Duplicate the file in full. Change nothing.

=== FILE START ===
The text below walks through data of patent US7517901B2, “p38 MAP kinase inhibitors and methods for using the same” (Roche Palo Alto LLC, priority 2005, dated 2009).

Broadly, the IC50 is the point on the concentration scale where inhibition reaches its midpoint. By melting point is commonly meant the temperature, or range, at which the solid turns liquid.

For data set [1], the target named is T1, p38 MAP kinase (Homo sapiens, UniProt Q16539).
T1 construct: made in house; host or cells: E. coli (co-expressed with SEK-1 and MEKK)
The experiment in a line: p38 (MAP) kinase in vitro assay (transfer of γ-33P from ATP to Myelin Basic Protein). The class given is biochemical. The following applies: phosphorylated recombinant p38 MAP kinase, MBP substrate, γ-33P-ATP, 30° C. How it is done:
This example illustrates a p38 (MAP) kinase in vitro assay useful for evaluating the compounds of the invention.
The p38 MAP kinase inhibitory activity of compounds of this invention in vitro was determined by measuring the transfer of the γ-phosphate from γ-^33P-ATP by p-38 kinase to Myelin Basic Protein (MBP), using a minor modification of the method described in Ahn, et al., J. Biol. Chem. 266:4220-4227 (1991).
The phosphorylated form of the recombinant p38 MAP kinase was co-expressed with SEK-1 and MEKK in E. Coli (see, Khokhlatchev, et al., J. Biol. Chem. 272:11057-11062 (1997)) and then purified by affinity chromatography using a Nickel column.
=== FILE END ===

The text below walks through data of patent US7517901B2, “p38 MAP kinase inhibitors and methods for using the same” (Roche Palo Alto LLC, priority 2005, dated 2009).

Broadly, the IC50 is the point on the concentration scale where inhibition reaches its midpoint. By melting point is commonly meant the temperature, or range, at which the solid turns liquid.

For data set [1], the target named is T1, p38 MAP kinase (Homo sapiens, UniProt Q16539).
T1 construct: made in house; host or cells: E. coli (co-expressed with SEK-1 and MEKK)
The experiment in a line: p38 (MAP) kinase in vitro assay (transfer of γ-33P from ATP to Myelin Basic Protein). The class given is biochemical. The following applies: phosphorylated recombinant p38 MAP kinase, MBP substrate, γ-33P-ATP, 30° C. How it is done:
This example illustrates a p38 (MAP) kinase in vitro assay useful for evaluating the compounds of the invention.
The p38 MAP kinase inhibitory activity of compounds of this invention in vitro was determined by measuring the transfer of the γ-phosphate from γ-^33P-ATP by p-38 kinase to Myelin Basic Protein (MBP), using a minor modification of the method described in Ahn, et al., J. Biol. Chem. 266:4220-4227 (1991).
The phosphorylated form of the recombinant p38 MAP kinase was co-expressed with SEK-1 and MEKK in E. Coli (see, Khokhlatchev, et al., J. Biol. Chem. 272:11057-11062 (1997)) and then purified by affinity chromatography using a Nickel column.